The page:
Displaying a mix of impressionism and traditional linear brushwork, The Umbrellas by Pierre-Auguste Renoir is an interesting example of an artist not being satisfied with his style.
Working during the second half of the nineteenth century, Renoir is considered to be one of the last masters of the time who focused heavily on female sensuality. His earliest works were inspired by artists such as Manet, and he embraced the popular impressionist style with enthusiasm.
His use of colour and light in these works is stunning, and the first attempt at The Umbrellas was painted during this time.
Later in his life, Renoir decided that he was not happy with The Umbrellas. He took away some of the impressionist leanings in the painting, especially the woman in the left of the frame.
Recent analysis has shown that beneath the working-class clothes the woman wears now, there was originally a much brighter, higher-class outfit. The more muted tones of her dress and the classical lines of her appearance nonetheless draw the eyes quickly in the frame full of umbrellas.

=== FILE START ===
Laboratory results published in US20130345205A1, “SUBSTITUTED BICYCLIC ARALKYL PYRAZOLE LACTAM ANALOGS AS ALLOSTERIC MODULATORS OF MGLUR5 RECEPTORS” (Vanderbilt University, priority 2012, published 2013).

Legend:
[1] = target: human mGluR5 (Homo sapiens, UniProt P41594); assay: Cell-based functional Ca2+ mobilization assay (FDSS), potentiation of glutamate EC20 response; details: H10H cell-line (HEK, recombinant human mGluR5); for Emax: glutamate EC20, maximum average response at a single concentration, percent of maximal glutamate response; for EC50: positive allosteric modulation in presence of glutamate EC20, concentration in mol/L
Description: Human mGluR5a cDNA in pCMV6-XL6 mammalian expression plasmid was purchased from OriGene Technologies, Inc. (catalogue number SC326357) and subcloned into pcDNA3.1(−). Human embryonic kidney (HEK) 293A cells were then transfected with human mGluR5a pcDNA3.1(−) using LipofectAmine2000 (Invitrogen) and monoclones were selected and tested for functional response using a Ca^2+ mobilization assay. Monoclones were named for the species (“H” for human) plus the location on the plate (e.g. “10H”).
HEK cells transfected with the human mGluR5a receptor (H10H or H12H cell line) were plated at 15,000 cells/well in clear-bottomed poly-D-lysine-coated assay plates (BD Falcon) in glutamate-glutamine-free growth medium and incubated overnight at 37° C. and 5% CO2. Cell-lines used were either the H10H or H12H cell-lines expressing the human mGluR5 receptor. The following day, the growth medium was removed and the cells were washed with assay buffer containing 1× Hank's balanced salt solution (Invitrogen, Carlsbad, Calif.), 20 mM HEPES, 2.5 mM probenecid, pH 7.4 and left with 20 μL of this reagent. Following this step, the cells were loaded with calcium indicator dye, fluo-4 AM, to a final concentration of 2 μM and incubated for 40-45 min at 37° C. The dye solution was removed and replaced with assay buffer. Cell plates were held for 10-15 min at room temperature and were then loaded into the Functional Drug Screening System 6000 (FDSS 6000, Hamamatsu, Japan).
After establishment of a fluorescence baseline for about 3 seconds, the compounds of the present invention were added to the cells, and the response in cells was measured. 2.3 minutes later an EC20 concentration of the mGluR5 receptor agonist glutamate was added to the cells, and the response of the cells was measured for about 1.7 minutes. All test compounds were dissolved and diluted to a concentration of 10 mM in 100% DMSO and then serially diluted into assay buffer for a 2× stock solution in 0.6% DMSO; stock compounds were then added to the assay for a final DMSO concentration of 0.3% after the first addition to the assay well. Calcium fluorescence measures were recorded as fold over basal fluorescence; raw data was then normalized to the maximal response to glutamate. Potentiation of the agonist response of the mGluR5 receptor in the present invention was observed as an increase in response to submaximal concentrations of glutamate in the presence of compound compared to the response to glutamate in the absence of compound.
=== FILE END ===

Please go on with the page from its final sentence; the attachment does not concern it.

At the time, the mixing of the two styles was considered unseemly. Renoir did not originally display the painting in public. This is understandable; though it seems tame to modern eyes, the contrast between the stylised background characters with the loose impressionistic strokes would have seemed odd against the classical style of the woman to the left.
To a modern viewer the mixing of styles could seem almost deliberate, since it brings the woman into focus and makes the rest of the painting feel just slightly blurred, perhaps even by the rain from which they all hide. It also makes the viewer ask why that one particular woman does not have an umbrella; has she been caught in an unexpected rainstorm?
Today the painting is in the possession of The National Gallery in London, but spends some of its time in Dublin at Dublin City Gallery The Hugh Lane. From 2013 onward it is on a six-year loan, so book a trip to Ireland if you long to see this impressive work up close.